14 Jan 2010
2010 Crop Nutrient Deficiency Photo Contest Winners
Results of 2010 Crop Nutrient Deficiency Photo Contest
Best Overall Photo
Grand Prize (US$200): Mg Deficiency in Avocado
Luiz Antônio Zanão Júnior, Agricultural Research Institute of Paraná, Ponta Grossa, Paraná, Brazil, captured this image of an avocado plant in Uberlândia, Minas Gerais State. It had received Mg fertilizer only during crop establishment, 8 years ago. Older leaves are showing advanced interveinal chlorosis, with necrosis developing in the highly chlorotic tissue between the veins and occasionally along the leaf margins. These leaves dropped off prematurely. Plant tissue analysis and soil test values both indicated a deficiency of Mg.
1st Prize (US$150): N-Deficient Cabbage
James Walworth, Department of Soil, Water and Environmental Science, University of Arizona, Tucson, Arizona, USA, provided an interesting N deficiency example for cabbage, which was being grown in a zero N plot as part of a soil fertility field trial in Palmer, Alaska.
|Runner-up (US$75) - N-Deficient Cowpea – P. Jeyakumar, Department of Crop Physiology, Tamil Nadu Agricultural University, Coimbatore, Tamil Nadu, India, captured a close-up of N deficiency in cowpea 40 days after sowing. The crop exhibited gradual yellowing of old as well as young leaves. The veins remain green and the acute deficiency causes stunted growth and leaf drying. The leaf tissue N content was less than 1.18% and the available soil N was 78.6 kg/ha. The problem is alleviated by two foliar sprays of urea at 0.5% at an interval of 10 days.|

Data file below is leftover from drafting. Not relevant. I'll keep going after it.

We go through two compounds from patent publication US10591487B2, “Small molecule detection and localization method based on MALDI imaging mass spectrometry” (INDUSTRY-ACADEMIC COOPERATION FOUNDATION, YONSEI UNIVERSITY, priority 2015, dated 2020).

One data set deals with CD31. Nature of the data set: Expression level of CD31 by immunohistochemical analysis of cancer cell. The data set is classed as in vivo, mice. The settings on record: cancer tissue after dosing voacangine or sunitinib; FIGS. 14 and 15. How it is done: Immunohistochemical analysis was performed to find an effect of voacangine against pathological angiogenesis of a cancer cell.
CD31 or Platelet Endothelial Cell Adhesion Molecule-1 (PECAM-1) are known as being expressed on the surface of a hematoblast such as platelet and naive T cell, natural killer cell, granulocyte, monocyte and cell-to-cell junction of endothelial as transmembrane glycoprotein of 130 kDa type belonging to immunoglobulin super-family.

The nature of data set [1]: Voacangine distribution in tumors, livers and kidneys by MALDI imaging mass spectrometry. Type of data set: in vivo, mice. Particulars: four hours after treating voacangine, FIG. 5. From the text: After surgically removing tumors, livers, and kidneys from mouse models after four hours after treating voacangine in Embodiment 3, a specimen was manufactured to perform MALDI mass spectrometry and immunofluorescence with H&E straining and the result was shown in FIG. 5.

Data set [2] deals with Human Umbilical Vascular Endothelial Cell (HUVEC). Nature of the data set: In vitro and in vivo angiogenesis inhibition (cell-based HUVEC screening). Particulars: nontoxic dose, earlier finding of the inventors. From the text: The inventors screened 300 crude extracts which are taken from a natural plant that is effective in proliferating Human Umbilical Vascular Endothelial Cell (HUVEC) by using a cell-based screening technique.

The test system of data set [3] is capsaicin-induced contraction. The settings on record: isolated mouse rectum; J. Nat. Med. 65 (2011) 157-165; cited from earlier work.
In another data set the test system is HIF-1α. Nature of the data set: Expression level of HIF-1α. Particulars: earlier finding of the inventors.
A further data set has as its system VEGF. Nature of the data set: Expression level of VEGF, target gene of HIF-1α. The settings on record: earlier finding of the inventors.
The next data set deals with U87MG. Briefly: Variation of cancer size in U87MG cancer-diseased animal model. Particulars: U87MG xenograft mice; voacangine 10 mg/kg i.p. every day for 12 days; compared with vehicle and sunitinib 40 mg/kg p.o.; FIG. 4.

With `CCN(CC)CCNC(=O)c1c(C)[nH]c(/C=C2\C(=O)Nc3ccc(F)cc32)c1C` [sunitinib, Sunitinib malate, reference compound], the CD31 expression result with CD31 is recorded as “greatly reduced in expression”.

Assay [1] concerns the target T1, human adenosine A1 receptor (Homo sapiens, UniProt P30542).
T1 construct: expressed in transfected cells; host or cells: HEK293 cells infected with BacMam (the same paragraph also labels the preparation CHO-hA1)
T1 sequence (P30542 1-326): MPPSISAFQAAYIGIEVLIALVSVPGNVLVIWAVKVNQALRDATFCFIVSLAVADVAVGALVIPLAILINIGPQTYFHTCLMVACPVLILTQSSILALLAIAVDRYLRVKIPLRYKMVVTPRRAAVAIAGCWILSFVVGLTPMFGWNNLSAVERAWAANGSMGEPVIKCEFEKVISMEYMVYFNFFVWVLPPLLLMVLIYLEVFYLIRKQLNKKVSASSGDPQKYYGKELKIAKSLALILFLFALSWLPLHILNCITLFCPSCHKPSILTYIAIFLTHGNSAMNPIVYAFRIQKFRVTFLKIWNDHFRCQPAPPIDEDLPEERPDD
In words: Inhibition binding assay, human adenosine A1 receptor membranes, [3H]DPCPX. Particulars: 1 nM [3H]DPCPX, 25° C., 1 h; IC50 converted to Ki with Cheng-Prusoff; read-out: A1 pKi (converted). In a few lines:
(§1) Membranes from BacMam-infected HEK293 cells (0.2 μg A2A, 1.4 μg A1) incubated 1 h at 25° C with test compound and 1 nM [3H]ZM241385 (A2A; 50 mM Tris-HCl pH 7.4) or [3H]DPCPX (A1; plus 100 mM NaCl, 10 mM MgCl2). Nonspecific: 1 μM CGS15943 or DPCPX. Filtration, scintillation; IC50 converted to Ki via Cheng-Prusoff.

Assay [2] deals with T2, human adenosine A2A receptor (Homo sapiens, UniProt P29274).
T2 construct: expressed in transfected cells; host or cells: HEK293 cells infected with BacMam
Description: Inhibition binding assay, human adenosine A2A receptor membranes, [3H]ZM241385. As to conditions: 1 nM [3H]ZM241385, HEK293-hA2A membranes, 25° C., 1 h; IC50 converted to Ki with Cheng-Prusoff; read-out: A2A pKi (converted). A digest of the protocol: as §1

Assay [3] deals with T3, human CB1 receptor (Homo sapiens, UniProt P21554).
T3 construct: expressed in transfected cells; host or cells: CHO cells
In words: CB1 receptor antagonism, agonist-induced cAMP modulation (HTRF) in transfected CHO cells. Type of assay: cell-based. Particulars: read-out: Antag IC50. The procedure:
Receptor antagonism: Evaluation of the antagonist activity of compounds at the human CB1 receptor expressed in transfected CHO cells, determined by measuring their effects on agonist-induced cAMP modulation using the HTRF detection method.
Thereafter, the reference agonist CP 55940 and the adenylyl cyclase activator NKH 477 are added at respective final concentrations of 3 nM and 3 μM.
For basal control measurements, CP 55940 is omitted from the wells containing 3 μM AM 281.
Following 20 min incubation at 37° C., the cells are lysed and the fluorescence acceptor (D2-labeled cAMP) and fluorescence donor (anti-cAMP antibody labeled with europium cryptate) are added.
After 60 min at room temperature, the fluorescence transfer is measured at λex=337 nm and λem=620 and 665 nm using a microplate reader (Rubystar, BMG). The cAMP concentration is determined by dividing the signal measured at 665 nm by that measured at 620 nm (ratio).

1st Prize (US$150): P-Deficient Sweet Potato
Dr. S. Srinivasan, Agricultural College and Research Institute, Killikulam, Tamil Nadu, India, shot this close-up showing P deficiency in a one-month-old severely stunted sweet potato plant. The plant received no P after planting and is showing classic symptoms such as purpling in lower leaves while upper leaves have a dark green color. Poor root growth was also observed. The soil test (Olsen-P) revealed that P content was very low (less than 1.8 mg P/kg). Leaf tissue analysis also registered a lower value of 0.11%.
|Runner-Up (USD 75) P-Deficient Maize – Dr. Ch. Srinivasa Rao, Central Research Institute for Dryland Agriculture, Hyderabad, Andhra Pradesh, India, submitted this conspicuous example of purple pigmentation in maize during cob formation stage (Hybrid DHM 117). While being grown in a P omission plot, the soil had low available P at 7 mg/kg (Bray) and leaf analysis indicated a P content of 0.21 % in deficient leaves. Weak and small size cobs were also observed.|
1st Prize (US$150): K-Deficient Grapevine
James Fisher, Soil Solutions LLC, Malvern, Pennsylvania, USA, submitted this example of K deficiency in grapevine. The shot was taken pre-harvest (October) and soil testing confirmed the visual symptoms of K deficiency, which were exacerbated by a slight Mg deficiency.
|Runner-up (US$75) K-Deficient Corn – Muthukumar Bagavathiannan, University of Arkansas, Fayetteville, Arkansas, USA, shot this classic example of K deficiency in corn wherein K-deficient plants exhibited chlorosis along the leaf margins and tips of the older leaves. The symptoms spread from the tip to the base then turn necrotic. In severe cases such as this one [photographed during early grain filling stage (R2 to R3)], the leaves appear dry and scorched along the edges and tips.|
1st Prize (US$150): S-Deficient Corn
Matt Wiebers, The Mosaic Company, Plymouth, MN, USA, provided this example of S deficiency in corn taken in a farm field near Cedar Falls, Iowa, during V5 stage. The site was light textured, but the nutrient deficiency was likely enhanced by the fact that this was the first corn crop to follow a multi-year hay crop at this site. Tissue tests confirmed S deficiency.
|Runner-up (US$75) B-Deficient Papaya – Yogesh Mahida, Arya Agro Biotech and Research Center, Borsad, Gujarat, India, submitted this very interesting case of B deficiency in papaya (honey dew variety). Plants in this plantation were 1 to 1.5 years old. The bumpy appearance on these fruits is a symptom of boron deficiency.|